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Canadians become first female doubles luge team in World Cup

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WHISTLER, British Columbia (AP) — Caitlin Nash and Natalie Corless made luge history Saturday, becoming the first female team to compete in a World Cup doubles race.

The 16-year-olds from Whistler combined to finish 22nd in a field of 23 sleds, though that seemed largely irrelevant. There have been four-woman teams in what is typically called four-man bobsledding, but luge has never seen a pairing like this until now.

The German sled of Toni Eggert and Sascha Benecken won the race in 1 minute, 16.644 seconds. Germany’s Tobias Wendl and Tobias Arlt finished second and the Russian team of Vsevolod Kashkin and Konstantin Korshunov placed third for their first medal of the season.

The U.S. team of Chris Mazdzer and Jayson Terdiman placed 11th.

But the story was the Canadian teens, who qualified for the World Cup event on Thursday. They were nearly a half-second behind any other finisher and almost 2.7 seconds back of Eggert and Benecken. But they’ll forever be able to say that they were winning the race at one point — a technicality because they were the first ones down the hill at the Whistler Sliding Center, but accurate nonetheless.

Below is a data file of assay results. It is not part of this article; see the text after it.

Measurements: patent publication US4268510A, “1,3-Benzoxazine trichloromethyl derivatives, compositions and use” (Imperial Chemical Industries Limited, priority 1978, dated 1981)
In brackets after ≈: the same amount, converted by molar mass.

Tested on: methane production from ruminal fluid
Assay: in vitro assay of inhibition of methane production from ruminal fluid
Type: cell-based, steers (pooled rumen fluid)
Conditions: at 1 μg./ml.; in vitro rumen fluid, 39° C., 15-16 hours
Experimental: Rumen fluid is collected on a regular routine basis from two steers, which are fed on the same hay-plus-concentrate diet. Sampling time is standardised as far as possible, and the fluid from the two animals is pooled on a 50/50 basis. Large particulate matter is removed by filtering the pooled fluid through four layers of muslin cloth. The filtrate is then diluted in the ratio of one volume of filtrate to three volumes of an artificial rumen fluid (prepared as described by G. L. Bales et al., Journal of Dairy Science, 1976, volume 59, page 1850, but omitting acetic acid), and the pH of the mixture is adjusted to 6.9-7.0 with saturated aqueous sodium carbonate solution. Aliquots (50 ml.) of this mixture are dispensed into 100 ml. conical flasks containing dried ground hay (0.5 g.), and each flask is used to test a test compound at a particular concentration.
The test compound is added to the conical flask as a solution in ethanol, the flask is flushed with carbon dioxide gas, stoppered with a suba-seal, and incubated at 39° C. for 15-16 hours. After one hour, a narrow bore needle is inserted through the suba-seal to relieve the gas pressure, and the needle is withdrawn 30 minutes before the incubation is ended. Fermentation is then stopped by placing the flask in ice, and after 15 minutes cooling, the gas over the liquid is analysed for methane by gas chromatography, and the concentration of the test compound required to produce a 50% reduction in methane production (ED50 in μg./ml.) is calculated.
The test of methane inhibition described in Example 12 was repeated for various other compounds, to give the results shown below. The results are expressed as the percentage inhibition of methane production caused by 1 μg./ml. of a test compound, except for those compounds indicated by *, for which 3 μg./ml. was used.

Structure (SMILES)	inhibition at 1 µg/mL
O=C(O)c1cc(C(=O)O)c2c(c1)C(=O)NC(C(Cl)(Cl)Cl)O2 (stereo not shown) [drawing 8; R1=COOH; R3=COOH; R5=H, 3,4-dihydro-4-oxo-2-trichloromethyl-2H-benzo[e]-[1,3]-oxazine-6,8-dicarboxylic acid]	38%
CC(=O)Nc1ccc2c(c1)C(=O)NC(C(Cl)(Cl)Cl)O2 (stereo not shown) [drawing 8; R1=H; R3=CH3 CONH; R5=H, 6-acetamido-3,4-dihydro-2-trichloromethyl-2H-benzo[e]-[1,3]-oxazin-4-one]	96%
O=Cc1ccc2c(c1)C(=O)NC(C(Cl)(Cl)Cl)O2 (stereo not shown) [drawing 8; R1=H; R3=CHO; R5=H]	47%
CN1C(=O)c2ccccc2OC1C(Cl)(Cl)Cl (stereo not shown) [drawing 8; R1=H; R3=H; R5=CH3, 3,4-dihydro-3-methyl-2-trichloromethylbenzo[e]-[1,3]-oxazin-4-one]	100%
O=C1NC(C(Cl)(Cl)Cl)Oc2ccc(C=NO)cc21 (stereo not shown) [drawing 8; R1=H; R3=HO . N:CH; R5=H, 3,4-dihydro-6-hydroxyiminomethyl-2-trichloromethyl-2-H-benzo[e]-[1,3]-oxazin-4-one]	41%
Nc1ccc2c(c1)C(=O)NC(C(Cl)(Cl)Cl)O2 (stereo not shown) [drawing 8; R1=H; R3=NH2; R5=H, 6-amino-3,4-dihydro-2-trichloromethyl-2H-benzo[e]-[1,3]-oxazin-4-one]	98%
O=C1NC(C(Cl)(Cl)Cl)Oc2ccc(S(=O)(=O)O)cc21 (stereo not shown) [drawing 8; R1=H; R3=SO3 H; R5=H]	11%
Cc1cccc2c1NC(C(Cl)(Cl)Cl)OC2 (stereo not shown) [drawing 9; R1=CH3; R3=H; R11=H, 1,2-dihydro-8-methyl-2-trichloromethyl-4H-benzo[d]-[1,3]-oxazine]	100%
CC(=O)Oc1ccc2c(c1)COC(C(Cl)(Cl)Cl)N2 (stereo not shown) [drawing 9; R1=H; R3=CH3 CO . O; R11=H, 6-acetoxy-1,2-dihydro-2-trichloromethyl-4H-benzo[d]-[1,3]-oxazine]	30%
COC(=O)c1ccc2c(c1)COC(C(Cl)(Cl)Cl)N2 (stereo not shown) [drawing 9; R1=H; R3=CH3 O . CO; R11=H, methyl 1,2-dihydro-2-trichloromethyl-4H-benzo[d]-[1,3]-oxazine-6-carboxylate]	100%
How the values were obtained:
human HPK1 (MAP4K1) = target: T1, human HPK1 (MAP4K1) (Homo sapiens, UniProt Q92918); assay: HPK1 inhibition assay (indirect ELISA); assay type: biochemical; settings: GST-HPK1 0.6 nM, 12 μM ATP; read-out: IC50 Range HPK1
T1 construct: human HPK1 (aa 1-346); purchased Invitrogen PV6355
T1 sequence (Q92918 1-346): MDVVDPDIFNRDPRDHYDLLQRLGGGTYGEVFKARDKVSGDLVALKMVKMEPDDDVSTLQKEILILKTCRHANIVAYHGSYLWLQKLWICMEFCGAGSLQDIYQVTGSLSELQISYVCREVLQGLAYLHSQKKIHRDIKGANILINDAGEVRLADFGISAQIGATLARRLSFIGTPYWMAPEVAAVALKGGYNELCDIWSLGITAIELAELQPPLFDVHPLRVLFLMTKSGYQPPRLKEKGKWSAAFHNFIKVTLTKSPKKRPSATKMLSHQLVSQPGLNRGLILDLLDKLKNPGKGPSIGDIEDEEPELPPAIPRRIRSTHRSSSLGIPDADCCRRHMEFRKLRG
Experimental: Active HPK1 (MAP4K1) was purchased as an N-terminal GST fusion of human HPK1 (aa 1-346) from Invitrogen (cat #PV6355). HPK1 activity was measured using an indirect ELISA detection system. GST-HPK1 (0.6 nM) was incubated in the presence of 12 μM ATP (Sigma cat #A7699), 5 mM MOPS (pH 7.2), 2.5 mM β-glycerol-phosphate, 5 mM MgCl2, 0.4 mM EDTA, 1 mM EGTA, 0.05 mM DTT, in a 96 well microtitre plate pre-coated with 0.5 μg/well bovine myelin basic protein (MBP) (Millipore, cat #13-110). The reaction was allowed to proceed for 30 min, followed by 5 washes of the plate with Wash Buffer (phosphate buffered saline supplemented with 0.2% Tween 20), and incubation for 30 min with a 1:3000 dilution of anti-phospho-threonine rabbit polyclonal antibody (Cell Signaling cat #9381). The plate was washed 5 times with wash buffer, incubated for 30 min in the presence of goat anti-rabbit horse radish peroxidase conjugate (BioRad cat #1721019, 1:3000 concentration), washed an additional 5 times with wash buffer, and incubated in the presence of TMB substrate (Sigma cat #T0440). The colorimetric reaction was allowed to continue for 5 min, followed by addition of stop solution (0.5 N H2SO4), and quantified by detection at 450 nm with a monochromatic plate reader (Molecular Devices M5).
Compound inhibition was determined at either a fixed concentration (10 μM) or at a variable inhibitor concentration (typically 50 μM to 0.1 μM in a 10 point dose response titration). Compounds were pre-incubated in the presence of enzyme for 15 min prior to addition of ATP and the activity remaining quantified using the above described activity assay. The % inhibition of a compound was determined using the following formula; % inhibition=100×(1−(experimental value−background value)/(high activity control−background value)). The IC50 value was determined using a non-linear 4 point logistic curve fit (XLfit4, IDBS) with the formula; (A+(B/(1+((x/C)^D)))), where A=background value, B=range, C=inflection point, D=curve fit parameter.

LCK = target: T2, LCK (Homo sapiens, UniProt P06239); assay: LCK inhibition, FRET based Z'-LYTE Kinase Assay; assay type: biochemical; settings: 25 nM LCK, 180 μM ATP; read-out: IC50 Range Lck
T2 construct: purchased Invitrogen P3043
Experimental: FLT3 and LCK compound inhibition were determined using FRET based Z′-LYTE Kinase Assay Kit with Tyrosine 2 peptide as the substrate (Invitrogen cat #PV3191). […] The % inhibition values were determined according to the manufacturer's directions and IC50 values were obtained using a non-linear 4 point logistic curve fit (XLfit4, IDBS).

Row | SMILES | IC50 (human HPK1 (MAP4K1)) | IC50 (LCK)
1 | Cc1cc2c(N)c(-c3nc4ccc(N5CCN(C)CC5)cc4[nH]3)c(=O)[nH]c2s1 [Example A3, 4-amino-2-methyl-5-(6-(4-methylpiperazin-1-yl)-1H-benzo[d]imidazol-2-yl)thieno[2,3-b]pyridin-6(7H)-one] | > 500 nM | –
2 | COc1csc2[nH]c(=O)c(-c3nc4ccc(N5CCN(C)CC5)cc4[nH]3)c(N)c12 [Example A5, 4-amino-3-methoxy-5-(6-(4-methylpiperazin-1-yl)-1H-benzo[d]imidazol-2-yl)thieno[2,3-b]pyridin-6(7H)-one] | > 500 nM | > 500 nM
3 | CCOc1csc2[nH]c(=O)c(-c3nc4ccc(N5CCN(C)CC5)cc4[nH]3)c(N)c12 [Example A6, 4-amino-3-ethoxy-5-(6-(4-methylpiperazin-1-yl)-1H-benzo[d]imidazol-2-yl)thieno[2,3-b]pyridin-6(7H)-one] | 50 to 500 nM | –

The only sled they beat was the Italian team of Ivan Nagler and Fabian Malleier, who crashed in the second heat.

There are women’s singles and men’s singles races on the World Cup luge circuit, but there is no rule saying doubles teams must be composed of two men. There have been more female doubles racers at the junior level in recent years, and it was generally considered to be just a matter of time before it happened at the World Cup level.

That time became Saturday.

Canada had the chance to qualify a second sled into the doubles field because some teams typically on the circuit chose to skip this weekend’s stop, and Nash and Corless got into by successfully finishing a Nations Cup qualifying race on Thursday.

They were 11th in that race out of 11 sleds, more than a full second behind the winner and nearly a half-second behind the closest finisher. But all they had to do was cross the line without crashing to get into Saturday’s competition, and earned their spot in the luge history books as a result.